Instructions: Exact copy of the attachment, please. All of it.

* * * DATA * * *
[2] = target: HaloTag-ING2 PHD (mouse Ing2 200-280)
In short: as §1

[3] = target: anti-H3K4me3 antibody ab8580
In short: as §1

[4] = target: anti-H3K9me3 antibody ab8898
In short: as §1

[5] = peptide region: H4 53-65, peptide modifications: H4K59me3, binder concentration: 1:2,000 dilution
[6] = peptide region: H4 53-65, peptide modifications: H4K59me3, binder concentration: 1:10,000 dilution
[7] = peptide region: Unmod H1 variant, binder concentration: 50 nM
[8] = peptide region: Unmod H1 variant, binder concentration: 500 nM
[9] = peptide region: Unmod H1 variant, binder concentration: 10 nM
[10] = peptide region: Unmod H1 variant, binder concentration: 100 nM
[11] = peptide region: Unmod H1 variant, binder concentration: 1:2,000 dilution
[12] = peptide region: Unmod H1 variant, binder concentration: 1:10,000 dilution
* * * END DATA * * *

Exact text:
[2] = target: HaloTag-ING2 PHD (mouse Ing2 200-280)
In short: as §1

[3] = target: anti-H3K4me3 antibody ab8580
In short: as §1

[4] = target: anti-H3K9me3 antibody ab8898
In short: as §1

[5] = peptide region: H4 53-65, peptide modifications: H4K59me3, binder concentration: 1:2,000 dilution
[6] = peptide region: H4 53-65, peptide modifications: H4K59me3, binder concentration: 1:10,000 dilution
[7] = peptide region: Unmod H1 variant, binder concentration: 50 nM
[8] = peptide region: Unmod H1 variant, binder concentration: 500 nM
[9] = peptide region: Unmod H1 variant, binder concentration: 10 nM
[10] = peptide region: Unmod H1 variant, binder concentration: 100 nM
[11] = peptide region: Unmod H1 variant, binder concentration: 1:2,000 dilution
[12] = peptide region: Unmod H1 variant, binder concentration: 1:10,000 dilution